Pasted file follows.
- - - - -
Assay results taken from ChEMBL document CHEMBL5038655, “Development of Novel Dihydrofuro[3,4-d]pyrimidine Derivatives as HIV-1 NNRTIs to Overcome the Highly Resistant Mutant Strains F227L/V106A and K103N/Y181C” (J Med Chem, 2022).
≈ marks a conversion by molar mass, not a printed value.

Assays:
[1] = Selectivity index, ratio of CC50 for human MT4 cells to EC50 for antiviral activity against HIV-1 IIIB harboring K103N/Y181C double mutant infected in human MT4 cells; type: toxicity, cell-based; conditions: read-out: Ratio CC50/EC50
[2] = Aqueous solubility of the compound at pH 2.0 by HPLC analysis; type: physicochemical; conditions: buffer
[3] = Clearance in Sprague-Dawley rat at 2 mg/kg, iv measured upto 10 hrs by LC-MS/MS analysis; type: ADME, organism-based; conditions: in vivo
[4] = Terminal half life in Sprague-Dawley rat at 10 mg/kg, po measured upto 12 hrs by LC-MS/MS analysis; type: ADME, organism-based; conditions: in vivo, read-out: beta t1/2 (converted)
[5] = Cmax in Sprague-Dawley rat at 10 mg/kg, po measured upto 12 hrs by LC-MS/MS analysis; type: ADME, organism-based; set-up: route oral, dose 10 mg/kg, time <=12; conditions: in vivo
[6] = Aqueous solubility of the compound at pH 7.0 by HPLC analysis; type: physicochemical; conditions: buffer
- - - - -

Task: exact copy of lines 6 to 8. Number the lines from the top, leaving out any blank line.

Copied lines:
[3] = Clearance in Sprague-Dawley rat at 2 mg/kg, iv measured upto 10 hrs by LC-MS/MS analysis; type: ADME, organism-based; conditions: in vivo
[4] = Terminal half life in Sprague-Dawley rat at 10 mg/kg, po measured upto 12 hrs by LC-MS/MS analysis; type: ADME, organism-based; conditions: in vivo, read-out: beta t1/2 (converted)
[5] = Cmax in Sprague-Dawley rat at 10 mg/kg, po measured upto 12 hrs by LC-MS/MS analysis; type: ADME, organism-based; set-up: route oral, dose 10 mg/kg, time <=12; conditions: in vivo